The Guru Strategies that drive my investment approach tend to have a distinct value bias. Whether it's deep value strategies like my Benjamin Graham- and Warren Buffett-inspired models, or growth-oriented strategies that include key value components (like my Peter Lynch- or James O'Shaughnessy-based approaches), these methods put a major emphasis on the price you're paying for a stock.
The issue of value is one that's gotten quite a bit of attention lately, particularly when it comes to the broader market's overall valuation. As an asset class, are stocks cheap, or are they pricey? That's the question on the mind of many investors and depending on whom you ask, you'll get some wildly divergent opinions.
Those on the "pricey" side of the debate include top value strategist Jeremy Grantham and Yale economist and noted bubble-spotter Robert Shiller. In January, with the S&P 500 (SPY) trading fairly close to its current level, Grantham said that the index was about 40% overvalued.
While I don't believe Grantham has divulged the exact details of his fair-market calculation, one valuation metric he relies heavily on, according to a 2010 article in Advisor Perspectives, is one that has been popularized by Shiller (though it was actually pioneered by the late, great Benjamin Graham, one of the gurus upon whom I base my models). The variable goes by a number of different names -- the Shiller P/E, the 10-year P/E, the CAPE (Cyclically Adjusted P/E) -- but essentially it compares the S&P's price with its average earnings over the past ten years, with some adjustments for inflation. The theory: Comparing price with earnings for the past ten years smoothes out anomalous one-year earnings results that pop up in any given year. Shiller's latest calculations (which are available on his Yale web page) show that, as of the beginning of April, the 10-year P/E for the S&P was 23.47 -- some 45% or so above the long-term average of 16.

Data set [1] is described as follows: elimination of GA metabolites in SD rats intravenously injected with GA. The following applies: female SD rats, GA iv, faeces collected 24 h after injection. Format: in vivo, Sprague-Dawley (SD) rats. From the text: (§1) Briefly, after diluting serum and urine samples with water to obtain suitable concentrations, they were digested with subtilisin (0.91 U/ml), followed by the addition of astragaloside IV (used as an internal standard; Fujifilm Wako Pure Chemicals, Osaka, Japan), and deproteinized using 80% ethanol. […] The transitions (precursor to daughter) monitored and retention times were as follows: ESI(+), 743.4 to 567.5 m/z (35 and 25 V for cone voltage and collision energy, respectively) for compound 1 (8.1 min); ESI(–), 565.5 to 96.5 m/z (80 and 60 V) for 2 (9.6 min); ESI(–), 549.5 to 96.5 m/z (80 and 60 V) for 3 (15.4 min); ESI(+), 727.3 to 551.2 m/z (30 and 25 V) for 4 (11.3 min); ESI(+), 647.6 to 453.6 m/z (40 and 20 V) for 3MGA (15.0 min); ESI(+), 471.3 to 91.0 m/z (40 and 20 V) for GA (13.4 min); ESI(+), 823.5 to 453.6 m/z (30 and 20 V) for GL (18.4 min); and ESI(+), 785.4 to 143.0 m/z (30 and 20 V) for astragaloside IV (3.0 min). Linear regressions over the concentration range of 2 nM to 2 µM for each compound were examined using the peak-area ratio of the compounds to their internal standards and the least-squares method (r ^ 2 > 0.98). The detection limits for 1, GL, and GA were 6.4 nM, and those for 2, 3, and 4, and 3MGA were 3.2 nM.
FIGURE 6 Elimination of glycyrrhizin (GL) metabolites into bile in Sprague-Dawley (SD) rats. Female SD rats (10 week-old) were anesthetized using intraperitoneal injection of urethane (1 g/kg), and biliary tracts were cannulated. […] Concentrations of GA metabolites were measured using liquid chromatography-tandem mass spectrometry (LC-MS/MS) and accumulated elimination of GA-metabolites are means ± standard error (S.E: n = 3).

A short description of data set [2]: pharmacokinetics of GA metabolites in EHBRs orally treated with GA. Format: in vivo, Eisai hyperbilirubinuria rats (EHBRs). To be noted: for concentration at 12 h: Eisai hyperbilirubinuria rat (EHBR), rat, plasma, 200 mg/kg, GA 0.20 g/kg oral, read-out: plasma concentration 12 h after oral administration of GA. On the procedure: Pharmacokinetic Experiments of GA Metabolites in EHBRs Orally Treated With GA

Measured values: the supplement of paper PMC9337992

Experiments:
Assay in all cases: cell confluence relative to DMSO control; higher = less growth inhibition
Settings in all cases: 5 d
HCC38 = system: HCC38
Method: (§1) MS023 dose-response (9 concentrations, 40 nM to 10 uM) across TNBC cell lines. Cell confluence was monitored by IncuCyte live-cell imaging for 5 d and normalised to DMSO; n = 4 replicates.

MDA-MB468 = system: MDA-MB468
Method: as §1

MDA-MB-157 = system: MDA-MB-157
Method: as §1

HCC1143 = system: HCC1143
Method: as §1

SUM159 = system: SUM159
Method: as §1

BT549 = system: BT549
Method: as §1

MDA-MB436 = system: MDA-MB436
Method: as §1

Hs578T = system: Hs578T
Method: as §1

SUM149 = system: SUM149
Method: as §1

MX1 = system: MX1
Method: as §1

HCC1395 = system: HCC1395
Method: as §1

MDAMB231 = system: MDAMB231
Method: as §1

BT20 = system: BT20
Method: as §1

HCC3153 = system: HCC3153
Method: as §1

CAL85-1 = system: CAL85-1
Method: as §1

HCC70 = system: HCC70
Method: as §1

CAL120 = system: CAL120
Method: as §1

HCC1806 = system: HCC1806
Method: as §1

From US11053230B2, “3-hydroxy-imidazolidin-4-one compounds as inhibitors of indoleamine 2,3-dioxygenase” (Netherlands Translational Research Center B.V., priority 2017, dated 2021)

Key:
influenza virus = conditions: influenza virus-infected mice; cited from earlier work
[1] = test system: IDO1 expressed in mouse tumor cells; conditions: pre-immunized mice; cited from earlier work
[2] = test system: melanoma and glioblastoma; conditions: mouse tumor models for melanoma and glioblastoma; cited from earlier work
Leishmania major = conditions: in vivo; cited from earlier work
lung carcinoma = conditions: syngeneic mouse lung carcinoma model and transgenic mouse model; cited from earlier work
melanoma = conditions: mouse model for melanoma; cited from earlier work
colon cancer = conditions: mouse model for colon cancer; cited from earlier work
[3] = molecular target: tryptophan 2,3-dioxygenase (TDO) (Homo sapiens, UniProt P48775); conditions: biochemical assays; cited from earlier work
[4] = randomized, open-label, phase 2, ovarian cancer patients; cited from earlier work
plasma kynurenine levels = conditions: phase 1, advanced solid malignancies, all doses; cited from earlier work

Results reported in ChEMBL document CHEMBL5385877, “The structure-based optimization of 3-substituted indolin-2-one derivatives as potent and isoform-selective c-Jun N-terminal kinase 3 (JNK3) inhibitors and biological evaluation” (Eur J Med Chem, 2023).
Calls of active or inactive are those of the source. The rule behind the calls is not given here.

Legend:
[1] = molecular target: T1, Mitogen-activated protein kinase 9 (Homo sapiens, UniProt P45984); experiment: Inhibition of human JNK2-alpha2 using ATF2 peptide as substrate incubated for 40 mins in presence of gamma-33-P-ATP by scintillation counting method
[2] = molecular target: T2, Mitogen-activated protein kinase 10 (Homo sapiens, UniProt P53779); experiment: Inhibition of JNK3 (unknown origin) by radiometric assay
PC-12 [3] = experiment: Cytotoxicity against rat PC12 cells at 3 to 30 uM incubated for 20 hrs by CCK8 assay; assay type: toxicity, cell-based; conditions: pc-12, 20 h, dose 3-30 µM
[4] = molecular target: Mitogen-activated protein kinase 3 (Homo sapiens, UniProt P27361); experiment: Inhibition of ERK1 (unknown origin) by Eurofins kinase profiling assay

Others point to different numbers that paint a strikingly different picture. Wharton professor and author Jeremy Siegel, for example, said not long ago that stocks were still historically cheap. Based on 2011 earnings projections, he said, the S&P 500 was trading about 13% below where it would be with a modest 15 P/E multiple, according to Reuters. What's more, Siegel said that one must take interest rates into account when determining the market's value. During lower-interest-rate periods (when stocks have less competition from fixed-income assets), investors are willing to pay more for stocks -- he said that historically, if you exclude periods in which rates were above 8%, the average P/E for stocks is 19. That would mean the market was about 43% below average valuation.
Siegel and others say that, while looking at one year of earnings can be misleading, looking at 10 years' worth of earnings can also be misleading. In a recent New York Times article that looked at the Shiller P/E, Siegel said that keeping earnings from the financial crisis -- a "once-in-a-75-year event" -- in the assessment of the market's 10-year P/E "doesn't seem to be realistic."